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Current environmental studies supervised by Dr. Chris George: Mr. Phillip Thompson’s thesis study, “Species Richness of Ants (Hymenoptera: Formicidae) along a Southern Californian Altitudinal Gradient,” performed in the Angeles National Forest, will enlighten the scientific community in terms of which ant species inhabit this uncharted territory and the altitudes where they are most likely to be found.  His thesis work will play an important role in future conservation decisions regarding land use in southern California.  Mr. Jacob Drainville’s thesis study, “The Molecular Phylogeny of the North American Seed Harvester Ants in the genus Messor Forel (Hymenoptera: Myrmicinae)” involves the use of DNA samples to determine phylogenetic relationships and the evolutionary history of species of Messor.  Occurring in a center of diversity at the Sonoran and Sierra Madre Geoflora interface of southern California, these granivores inhabit primarily undisturbed areas and influence the pattern of plant growth around their nests, thus serving as bioindicators of habitat health.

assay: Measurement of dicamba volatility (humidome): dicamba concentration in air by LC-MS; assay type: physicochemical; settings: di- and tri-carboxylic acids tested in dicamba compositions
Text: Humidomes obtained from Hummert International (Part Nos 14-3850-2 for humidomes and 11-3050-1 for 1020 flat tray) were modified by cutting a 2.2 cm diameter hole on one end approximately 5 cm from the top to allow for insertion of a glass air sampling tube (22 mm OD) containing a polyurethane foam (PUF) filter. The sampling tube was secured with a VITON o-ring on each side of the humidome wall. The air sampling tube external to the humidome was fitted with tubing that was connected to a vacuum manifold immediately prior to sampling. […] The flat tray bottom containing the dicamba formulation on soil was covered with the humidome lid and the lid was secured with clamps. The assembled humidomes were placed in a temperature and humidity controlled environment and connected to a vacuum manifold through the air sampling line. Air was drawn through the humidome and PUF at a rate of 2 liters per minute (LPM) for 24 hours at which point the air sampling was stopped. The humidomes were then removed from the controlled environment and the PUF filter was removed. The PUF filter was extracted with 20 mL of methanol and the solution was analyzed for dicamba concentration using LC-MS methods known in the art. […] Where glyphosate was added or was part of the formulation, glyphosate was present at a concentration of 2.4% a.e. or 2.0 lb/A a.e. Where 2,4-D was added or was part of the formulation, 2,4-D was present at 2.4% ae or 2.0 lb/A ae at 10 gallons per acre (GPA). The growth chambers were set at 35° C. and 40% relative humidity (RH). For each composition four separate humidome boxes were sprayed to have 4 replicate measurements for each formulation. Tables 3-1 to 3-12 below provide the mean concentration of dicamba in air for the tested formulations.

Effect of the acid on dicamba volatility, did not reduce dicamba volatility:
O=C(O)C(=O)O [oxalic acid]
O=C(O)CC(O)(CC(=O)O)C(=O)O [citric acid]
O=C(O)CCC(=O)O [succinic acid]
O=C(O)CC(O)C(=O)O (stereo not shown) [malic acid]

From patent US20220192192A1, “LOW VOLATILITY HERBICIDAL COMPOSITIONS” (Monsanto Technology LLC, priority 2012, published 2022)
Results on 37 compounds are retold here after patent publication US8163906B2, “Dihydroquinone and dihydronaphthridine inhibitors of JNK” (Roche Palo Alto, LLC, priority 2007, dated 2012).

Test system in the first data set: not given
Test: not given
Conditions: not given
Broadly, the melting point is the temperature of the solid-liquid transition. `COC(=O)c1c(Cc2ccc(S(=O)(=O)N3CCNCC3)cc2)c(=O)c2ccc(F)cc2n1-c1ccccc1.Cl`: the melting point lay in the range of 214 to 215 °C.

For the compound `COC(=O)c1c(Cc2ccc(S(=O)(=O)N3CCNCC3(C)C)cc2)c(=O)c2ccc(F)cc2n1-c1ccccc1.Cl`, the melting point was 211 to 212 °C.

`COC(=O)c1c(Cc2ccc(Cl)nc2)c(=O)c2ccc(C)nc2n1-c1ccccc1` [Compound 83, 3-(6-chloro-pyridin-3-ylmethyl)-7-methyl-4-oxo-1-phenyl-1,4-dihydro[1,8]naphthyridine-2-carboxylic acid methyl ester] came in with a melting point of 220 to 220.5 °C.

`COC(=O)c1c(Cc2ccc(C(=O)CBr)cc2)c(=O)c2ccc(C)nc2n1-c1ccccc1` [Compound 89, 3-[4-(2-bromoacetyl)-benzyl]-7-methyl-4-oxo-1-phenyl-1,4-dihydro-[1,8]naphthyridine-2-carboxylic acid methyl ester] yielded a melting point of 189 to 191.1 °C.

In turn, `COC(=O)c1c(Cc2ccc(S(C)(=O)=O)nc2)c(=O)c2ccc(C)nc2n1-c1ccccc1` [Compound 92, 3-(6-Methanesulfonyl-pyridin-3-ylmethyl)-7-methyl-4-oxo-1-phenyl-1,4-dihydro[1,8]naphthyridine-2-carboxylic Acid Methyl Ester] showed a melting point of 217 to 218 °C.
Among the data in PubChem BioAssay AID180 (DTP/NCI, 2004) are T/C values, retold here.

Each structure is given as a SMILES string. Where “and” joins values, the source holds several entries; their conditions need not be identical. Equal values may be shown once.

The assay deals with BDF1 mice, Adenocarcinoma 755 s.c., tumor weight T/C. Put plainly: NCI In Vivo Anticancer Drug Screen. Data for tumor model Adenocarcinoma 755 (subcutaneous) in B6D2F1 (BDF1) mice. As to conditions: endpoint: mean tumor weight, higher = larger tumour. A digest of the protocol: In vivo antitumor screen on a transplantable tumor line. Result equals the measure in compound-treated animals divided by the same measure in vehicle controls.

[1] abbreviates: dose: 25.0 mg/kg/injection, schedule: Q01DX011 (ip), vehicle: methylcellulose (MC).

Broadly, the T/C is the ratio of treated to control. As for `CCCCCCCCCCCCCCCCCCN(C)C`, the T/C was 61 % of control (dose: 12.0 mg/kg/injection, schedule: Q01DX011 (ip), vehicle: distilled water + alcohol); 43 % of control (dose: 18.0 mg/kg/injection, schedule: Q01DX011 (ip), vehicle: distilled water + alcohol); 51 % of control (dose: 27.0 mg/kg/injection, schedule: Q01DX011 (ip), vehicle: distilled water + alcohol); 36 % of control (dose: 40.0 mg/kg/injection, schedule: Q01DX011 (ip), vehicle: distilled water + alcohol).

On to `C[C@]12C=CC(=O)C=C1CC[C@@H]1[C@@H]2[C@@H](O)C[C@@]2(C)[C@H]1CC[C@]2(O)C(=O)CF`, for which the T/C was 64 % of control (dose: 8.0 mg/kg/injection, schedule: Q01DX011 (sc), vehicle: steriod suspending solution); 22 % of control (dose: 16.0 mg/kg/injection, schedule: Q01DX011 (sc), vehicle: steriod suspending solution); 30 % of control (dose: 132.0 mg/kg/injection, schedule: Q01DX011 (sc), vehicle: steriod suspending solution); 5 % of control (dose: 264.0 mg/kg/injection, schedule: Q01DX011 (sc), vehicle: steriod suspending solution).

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Dr. Chris George's graduate students (continued): Ms. Sarah Cotton’s thesis, “Use of Ceanothus spp. Seeds by the Harvester Ant, Pogonomyrmex subnitidus Emery,” determined the role played by a special appendage on the seeds of two species of Ceanothus occurring in the Angeles National Forest.  The study demonstrated that the appendage enabled these ants to pick up the seed and disperse it away from the parent plant, but did not serve as a caloric reward. Without the appendage, ants could not pick up seeds. Ms. Tina Smith’s thesis, “The Effects of Prescribed Burning on southern California and Chaparral Habitats.”  Her work demonstrated that controlled burns affected the composition of ant communities:  Some opportunistic species were more abundant in chaparral sites and an introduced species appeared in a burned oak woodland/grassland site as a result of burns.Ms. Natasha Walton’s thesis, “Potential of Bats as Predators of Adult Codling Moths, Cydia pomonella, in Pear Orchards in California,” demonstrated that bats were probably a natural predator of codling moths of pear orchards, and could potentially reduce moths without the need for toxic pesticides if more domiciles for bats could be provided to encourage their roosting.